Kites

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Kites

Will viewpoint shift with my spine’s slow
compression, or will this

window admit only true images
in the shortened days to come?

I pencil phrases on bone-shaped kites
and release them to the afternoon.

Call them prayers, name them moans.
Each string is a regret freed, a separate

skeleton, let go. My two selves shudder
in the attempt. I await the perfect breeze.

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“Kites” first appeared here in July 2016.

End of the Road

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End of the Road (2002)

Neither expected nor sought, truth arrives.
One phrase, a minute turn of the

wrist, and the beginning reverses itself, becomes
vessel versus point, illuminating

the reach: one sign, two paths. The agave.
How far we’ve come to affect this place.

Last season the flowers were gray and we knew nothing.
Even the stones quivered with laughter.

And then it rained. And the creeks rose, and the bedrock
appeared as if to say your efforts lack

substance. Look underfoot. There lies the truth.
Neither expected nor sought, it arrives.

 

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Cedar Grove (after Wang Wei)

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Cedar Grove (after Wang Wei)

I sit alone among the cedars,
play my guitar and hum.
In this dark forest
no eye spies me but the moon’s.

My take on Wang Wei’s “Bamboo Grove,” from this transliteration copied somewhere along the way:

alone sit dark bamboo among
strum lute again long whistle
deep forest man not know
bright moon come mutual shine

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“Cedar Grove” made its first appearance here in March 2014. I adapted it to fit my circumstances…

You might find the Wikipedia entry on Wang Wei of interest.

Lament for Five White Cat (after Mei Yao-ch’en)

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Lament for Five White Cat (after Mei Yao-ch’en)

Five White cat always made sure
no rats gnawed my books,
but this morning Five White died.

On the river I offered up rice and fish,
and buried you in its lazy currents,
chanting my lament. I could never neglect you.

One time you caught a rat
and carried it squealing around the yard
to frighten all the other rats
and keep my cottage clear of them.

We’ve shared space aboard this boat,
and although the food is meager
it’s free of rat piss and droppings
because you were so diligent,
more so than any chicken or pig.

Some people speak highly of horses,
saying nothing compares to them or donkeys.
But we’re done with that discussion!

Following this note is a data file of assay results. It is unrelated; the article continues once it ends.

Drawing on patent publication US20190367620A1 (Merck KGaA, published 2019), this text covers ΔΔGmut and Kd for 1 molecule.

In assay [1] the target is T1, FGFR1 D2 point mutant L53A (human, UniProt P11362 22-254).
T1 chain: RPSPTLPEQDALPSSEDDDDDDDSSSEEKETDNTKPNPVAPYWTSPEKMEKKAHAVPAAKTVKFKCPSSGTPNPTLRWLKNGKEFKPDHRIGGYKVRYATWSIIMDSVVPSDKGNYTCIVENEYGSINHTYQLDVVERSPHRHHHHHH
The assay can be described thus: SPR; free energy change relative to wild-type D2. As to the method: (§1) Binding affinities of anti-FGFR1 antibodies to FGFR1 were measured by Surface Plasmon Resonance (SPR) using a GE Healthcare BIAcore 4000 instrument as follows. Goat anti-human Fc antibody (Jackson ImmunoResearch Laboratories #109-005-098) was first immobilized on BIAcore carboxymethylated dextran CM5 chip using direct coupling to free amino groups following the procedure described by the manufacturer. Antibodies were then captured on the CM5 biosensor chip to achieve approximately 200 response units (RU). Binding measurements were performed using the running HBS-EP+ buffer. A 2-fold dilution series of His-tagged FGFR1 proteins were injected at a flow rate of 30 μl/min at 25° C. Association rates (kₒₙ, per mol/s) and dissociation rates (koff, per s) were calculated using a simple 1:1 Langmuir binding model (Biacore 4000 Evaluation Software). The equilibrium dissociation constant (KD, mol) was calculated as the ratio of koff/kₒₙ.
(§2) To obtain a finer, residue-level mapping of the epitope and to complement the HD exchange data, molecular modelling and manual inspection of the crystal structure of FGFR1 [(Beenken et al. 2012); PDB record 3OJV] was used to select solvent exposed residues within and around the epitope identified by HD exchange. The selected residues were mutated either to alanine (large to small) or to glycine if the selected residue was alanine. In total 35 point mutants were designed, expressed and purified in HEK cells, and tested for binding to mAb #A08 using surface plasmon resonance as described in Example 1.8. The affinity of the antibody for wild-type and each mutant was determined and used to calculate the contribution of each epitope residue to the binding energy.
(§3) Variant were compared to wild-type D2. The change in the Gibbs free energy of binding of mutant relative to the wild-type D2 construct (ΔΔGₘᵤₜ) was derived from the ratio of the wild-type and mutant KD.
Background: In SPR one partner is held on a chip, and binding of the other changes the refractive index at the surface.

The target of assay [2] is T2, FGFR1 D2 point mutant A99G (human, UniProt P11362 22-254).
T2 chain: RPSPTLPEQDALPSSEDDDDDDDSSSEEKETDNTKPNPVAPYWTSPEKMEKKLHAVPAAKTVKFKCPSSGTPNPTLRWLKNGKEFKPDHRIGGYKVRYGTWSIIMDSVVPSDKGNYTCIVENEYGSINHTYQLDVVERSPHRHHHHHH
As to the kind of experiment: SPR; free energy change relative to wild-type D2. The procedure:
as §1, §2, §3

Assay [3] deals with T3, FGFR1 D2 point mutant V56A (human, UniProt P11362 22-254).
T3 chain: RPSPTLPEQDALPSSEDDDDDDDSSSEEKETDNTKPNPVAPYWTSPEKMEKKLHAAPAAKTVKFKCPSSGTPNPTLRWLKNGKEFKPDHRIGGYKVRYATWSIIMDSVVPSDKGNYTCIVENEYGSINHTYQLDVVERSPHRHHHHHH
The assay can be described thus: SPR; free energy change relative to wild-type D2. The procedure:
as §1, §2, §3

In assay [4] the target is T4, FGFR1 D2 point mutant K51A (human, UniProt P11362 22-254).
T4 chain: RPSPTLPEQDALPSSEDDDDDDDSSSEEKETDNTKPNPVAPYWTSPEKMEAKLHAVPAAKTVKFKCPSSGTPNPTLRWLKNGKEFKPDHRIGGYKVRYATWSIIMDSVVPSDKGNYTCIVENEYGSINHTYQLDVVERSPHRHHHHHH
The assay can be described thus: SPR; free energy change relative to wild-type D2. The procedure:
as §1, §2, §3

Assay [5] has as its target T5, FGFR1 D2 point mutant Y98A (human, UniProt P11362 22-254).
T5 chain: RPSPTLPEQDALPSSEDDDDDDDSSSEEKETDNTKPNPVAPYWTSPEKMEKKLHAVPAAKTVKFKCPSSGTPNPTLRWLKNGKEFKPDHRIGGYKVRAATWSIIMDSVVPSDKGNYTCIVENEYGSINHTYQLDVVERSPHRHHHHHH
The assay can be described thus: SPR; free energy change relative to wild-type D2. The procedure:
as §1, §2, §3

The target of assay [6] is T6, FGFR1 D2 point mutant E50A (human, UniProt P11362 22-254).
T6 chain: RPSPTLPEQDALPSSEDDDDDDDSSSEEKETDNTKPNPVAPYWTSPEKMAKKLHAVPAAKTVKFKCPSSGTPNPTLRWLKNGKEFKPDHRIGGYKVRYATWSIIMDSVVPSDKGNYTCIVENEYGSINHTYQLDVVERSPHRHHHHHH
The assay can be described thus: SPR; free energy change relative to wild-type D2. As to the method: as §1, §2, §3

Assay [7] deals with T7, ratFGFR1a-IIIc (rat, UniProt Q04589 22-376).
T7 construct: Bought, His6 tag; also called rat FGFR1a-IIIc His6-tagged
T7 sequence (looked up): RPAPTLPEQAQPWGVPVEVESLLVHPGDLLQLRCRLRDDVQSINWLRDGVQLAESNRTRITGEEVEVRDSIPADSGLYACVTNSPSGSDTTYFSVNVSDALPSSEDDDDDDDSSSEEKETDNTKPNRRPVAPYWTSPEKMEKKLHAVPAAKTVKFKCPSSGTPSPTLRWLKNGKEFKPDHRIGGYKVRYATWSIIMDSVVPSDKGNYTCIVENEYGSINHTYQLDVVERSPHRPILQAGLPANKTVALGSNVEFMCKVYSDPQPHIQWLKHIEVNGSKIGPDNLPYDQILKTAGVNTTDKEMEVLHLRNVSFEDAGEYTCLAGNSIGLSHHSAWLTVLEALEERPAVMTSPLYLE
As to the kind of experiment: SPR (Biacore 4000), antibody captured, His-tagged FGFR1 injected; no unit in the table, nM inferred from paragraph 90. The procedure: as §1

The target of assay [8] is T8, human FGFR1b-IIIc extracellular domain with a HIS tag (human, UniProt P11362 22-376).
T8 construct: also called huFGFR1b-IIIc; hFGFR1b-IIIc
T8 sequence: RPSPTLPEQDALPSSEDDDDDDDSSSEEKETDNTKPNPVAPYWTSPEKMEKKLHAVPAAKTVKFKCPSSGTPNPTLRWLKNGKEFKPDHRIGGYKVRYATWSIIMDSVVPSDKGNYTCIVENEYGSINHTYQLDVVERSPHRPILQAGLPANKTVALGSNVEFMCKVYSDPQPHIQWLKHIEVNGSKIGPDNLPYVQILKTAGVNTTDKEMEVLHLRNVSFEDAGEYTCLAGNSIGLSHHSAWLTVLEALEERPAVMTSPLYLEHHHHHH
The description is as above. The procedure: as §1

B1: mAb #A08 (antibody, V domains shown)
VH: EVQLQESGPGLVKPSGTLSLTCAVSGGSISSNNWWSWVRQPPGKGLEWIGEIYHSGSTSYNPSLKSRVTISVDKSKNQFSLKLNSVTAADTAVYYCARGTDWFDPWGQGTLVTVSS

My tears prove it so.

* * *

The transliteration from Chinese-poems.com:

Self have 5 white cat
Rat not invade my books
Today morning 5 white die
Sacrifice with rice and fish
See off it at middle river
Incantation you not you neglect
Before you bite one rat
Hold in mouth cry around yard remove
Want cause crowd rat frightened
Thought will clear my cottage
From board boat come
Boat in together room live
Dry grain although its thin
Evade eat drip steal from
This real you have industriousness
Have industriousness surpass chicken pig
Ordinary person stress spur horse drive
Say not like horse donkey
Already finish not again discuss
For you somewhat cry

A Song Dynasty poet, Mei Yao-ch’en (or Mei Yaochen) died in 1060. His great poems live on.

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Icarus (with recording)

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Icarus

Currents of breath, the slight curve and lift
within a single motion, once

poised then released as if to say
the wind is mine, or wait,
I am alone –

the story we most fear, not height nor gravity’s
fist, but to exist apart, shadow and

mouth, rain and smile, feather
and sun, all denials reciprocal,

each tied fast and renewed.

 

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“Icarus” first appeared here in April 2016, and subsequently was published in The Basil O’Flaherty in November 2016.

Poetry Readings

Airport Reading

Over the past three decades, I’ve participated in public readings in some interesting places: bars, cafes, auditoriums, bookstores, churches, classrooms, in people’s homes, in various arts facilities, on a river bank and, of course, online. But until this week, I’d never read at an airport. Now that was truly different! I am grateful to Brick Street Poetry and Indianapolis Airport Authority for this amazing opportunity.

Life among the Prickly Pear

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Life among the Prickly Pear

Rain’s twofold curse: not enough
too much. Still, I take comfort

even among the thorns.
There is much to like here.

Its moonlight flowers.
Paddles fried with minced garlic.

Wren’s jubilant shriek.
The fruit’s red nectar.

I wake to distant screech owls
purring their desires on separate

slopes. Late spring, storms looming.
I close my eyes and the creek rises.

* * *

A draft of this first appeared here in June 2015, and I posted this version in May 2016.

In the meantime, two of my guitar heroes:

Recording of “Door”

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Door 

What would you conceal?
Or open to. Could you unfurl

your fist to daylight
and shudder loss away — one key,

one digit, one death — presuming the universe
and all its hinges available for inspection

behind yet another unlatched presence.
And this spinning disk,

how shall we step off? Every moon
sheds its coat. Listening, I turn the knob.

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“Door” first appeared on the blog in September 2016.